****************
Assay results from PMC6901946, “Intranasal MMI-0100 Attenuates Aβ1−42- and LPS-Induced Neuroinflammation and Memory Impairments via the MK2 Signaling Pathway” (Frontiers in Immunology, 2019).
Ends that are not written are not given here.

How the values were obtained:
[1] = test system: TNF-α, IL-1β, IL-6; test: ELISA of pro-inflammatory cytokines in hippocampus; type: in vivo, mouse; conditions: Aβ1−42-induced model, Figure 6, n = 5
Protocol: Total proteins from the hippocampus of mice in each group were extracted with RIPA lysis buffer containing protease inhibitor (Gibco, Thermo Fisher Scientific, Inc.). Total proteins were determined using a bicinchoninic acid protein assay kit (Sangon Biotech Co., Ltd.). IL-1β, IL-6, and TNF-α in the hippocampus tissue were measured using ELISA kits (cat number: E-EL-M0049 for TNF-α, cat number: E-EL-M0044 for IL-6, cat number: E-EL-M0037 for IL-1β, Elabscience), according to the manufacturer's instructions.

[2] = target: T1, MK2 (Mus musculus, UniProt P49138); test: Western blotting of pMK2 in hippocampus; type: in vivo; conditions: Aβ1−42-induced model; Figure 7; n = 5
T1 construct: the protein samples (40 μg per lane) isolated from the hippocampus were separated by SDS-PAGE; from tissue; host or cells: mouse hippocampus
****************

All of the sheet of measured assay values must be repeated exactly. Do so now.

Assay results from PMC6901946, “Intranasal MMI-0100 Attenuates Aβ1−42- and LPS-Induced Neuroinflammation and Memory Impairments via the MK2 Signaling Pathway” (Frontiers in Immunology, 2019).
Ends that are not written are not given here.

How the values were obtained:
[1] = test system: TNF-α, IL-1β, IL-6; test: ELISA of pro-inflammatory cytokines in hippocampus; type: in vivo, mouse; conditions: Aβ1−42-induced model, Figure 6, n = 5
Protocol: Total proteins from the hippocampus of mice in each group were extracted with RIPA lysis buffer containing protease inhibitor (Gibco, Thermo Fisher Scientific, Inc.). Total proteins were determined using a bicinchoninic acid protein assay kit (Sangon Biotech Co., Ltd.). IL-1β, IL-6, and TNF-α in the hippocampus tissue were measured using ELISA kits (cat number: E-EL-M0049 for TNF-α, cat number: E-EL-M0044 for IL-6, cat number: E-EL-M0037 for IL-1β, Elabscience), according to the manufacturer's instructions.

[2] = target: T1, MK2 (Mus musculus, UniProt P49138); test: Western blotting of pMK2 in hippocampus; type: in vivo; conditions: Aβ1−42-induced model; Figure 7; n = 5
T1 construct: the protein samples (40 μg per lane) isolated from the hippocampus were separated by SDS-PAGE; from tissue; host or cells: mouse hippocampus